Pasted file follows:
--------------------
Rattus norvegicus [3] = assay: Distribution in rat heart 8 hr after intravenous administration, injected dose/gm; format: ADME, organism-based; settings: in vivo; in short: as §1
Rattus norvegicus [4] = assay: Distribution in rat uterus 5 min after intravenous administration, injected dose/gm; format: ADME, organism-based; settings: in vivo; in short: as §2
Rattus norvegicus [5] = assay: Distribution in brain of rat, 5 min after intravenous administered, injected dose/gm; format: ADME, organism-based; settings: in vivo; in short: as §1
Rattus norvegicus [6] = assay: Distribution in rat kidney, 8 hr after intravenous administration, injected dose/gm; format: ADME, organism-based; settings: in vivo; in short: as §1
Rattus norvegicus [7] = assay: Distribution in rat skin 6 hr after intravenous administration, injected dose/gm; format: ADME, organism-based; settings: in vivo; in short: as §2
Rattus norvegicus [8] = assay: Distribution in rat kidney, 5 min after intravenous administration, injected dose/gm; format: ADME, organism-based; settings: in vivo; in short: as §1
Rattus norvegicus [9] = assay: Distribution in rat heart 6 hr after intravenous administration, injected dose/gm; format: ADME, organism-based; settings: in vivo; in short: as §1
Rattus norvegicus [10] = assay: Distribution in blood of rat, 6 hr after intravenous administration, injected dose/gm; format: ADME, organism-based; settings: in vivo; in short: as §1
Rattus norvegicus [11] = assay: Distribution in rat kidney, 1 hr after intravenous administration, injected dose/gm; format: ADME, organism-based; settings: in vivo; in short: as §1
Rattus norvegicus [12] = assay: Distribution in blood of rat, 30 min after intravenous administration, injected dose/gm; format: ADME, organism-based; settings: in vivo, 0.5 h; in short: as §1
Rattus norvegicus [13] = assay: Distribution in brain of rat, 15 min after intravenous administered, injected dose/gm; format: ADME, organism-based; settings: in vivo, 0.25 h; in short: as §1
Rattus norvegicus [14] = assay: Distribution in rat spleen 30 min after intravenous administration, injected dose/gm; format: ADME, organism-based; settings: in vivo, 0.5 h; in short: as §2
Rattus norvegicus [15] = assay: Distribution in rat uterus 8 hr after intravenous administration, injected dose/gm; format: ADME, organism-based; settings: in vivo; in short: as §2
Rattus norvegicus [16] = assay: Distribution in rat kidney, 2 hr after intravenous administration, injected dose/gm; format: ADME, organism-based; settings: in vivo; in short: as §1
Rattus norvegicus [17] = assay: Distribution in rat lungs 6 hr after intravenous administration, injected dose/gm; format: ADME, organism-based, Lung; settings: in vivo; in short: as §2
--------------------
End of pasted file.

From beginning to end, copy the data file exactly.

Rattus norvegicus [3] = assay: Distribution in rat heart 8 hr after intravenous administration, injected dose/gm; format: ADME, organism-based; settings: in vivo; in short: as §1
Rattus norvegicus [4] = assay: Distribution in rat uterus 5 min after intravenous administration, injected dose/gm; format: ADME, organism-based; settings: in vivo; in short: as §2
Rattus norvegicus [5] = assay: Distribution in brain of rat, 5 min after intravenous administered, injected dose/gm; format: ADME, organism-based; settings: in vivo; in short: as §1
Rattus norvegicus [6] = assay: Distribution in rat kidney, 8 hr after intravenous administration, injected dose/gm; format: ADME, organism-based; settings: in vivo; in short: as §1
Rattus norvegicus [7] = assay: Distribution in rat skin 6 hr after intravenous administration, injected dose/gm; format: ADME, organism-based; settings: in vivo; in short: as §2
Rattus norvegicus [8] = assay: Distribution in rat kidney, 5 min after intravenous administration, injected dose/gm; format: ADME, organism-based; settings: in vivo; in short: as §1
Rattus norvegicus [9] = assay: Distribution in rat heart 6 hr after intravenous administration, injected dose/gm; format: ADME, organism-based; settings: in vivo; in short: as §1
Rattus norvegicus [10] = assay: Distribution in blood of rat, 6 hr after intravenous administration, injected dose/gm; format: ADME, organism-based; settings: in vivo; in short: as §1
Rattus norvegicus [11] = assay: Distribution in rat kidney, 1 hr after intravenous administration, injected dose/gm; format: ADME, organism-based; settings: in vivo; in short: as §1
Rattus norvegicus [12] = assay: Distribution in blood of rat, 30 min after intravenous administration, injected dose/gm; format: ADME, organism-based; settings: in vivo, 0.5 h; in short: as §1
Rattus norvegicus [13] = assay: Distribution in brain of rat, 15 min after intravenous administered, injected dose/gm; format: ADME, organism-based; settings: in vivo, 0.25 h; in short: as §1
Rattus norvegicus [14] = assay: Distribution in rat spleen 30 min after intravenous administration, injected dose/gm; format: ADME, organism-based; settings: in vivo, 0.5 h; in short: as §2
Rattus norvegicus [15] = assay: Distribution in rat uterus 8 hr after intravenous administration, injected dose/gm; format: ADME, organism-based; settings: in vivo; in short: as §2
Rattus norvegicus [16] = assay: Distribution in rat kidney, 2 hr after intravenous administration, injected dose/gm; format: ADME, organism-based; settings: in vivo; in short: as §1
Rattus norvegicus [17] = assay: Distribution in rat lungs 6 hr after intravenous administration, injected dose/gm; format: ADME, organism-based, Lung; settings: in vivo; in short: as §2